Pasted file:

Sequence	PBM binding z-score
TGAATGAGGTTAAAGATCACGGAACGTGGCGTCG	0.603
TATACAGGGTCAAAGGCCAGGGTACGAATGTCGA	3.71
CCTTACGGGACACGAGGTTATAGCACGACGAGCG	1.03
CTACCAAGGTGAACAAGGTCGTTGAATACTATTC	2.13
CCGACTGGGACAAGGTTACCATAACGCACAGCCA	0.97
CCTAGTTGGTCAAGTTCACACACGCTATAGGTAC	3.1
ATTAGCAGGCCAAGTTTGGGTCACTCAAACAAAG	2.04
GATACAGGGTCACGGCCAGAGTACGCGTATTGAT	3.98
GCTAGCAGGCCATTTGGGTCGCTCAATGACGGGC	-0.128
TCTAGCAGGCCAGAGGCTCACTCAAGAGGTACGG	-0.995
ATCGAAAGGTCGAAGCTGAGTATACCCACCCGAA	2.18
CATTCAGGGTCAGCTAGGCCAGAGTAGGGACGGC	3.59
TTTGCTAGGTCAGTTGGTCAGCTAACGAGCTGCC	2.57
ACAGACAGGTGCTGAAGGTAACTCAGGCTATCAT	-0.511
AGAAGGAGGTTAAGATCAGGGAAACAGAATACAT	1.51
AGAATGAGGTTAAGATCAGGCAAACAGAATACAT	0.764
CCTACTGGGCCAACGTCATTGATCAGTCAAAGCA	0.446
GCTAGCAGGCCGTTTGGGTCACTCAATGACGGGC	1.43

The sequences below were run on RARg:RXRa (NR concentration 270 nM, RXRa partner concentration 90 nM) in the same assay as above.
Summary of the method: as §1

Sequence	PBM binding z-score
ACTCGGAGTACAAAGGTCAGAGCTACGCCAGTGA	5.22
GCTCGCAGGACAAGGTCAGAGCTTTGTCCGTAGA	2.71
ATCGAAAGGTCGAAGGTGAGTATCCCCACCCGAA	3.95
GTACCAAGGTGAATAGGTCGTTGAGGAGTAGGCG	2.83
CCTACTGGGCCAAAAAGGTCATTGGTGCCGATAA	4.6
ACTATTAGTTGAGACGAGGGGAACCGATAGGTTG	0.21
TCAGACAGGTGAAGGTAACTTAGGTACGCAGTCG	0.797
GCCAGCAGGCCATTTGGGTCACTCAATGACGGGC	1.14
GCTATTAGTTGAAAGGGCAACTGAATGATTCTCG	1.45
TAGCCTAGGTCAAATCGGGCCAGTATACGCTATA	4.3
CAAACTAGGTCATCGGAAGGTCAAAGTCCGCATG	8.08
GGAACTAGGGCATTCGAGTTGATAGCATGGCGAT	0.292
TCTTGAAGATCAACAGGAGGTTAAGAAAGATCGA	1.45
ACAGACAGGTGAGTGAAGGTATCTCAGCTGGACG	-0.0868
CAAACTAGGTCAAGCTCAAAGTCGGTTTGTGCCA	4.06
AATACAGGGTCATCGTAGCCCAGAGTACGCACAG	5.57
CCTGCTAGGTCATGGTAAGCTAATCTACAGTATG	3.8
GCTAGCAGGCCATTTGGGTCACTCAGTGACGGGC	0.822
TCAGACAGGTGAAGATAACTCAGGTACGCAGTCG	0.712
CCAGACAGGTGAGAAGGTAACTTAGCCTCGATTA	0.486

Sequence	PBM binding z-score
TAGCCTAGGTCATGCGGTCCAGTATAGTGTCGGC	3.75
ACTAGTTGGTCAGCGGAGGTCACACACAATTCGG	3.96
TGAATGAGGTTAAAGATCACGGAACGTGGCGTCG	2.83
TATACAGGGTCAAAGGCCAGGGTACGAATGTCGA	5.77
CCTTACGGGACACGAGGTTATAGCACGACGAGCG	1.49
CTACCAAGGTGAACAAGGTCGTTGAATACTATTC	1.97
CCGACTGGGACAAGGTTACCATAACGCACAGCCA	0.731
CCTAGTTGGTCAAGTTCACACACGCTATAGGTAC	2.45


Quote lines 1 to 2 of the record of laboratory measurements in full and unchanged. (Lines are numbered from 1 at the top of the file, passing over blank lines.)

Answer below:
Sequence	PBM binding z-score
TGAATGAGGTTAAAGATCACGGAACGTGGCGTCG	0.603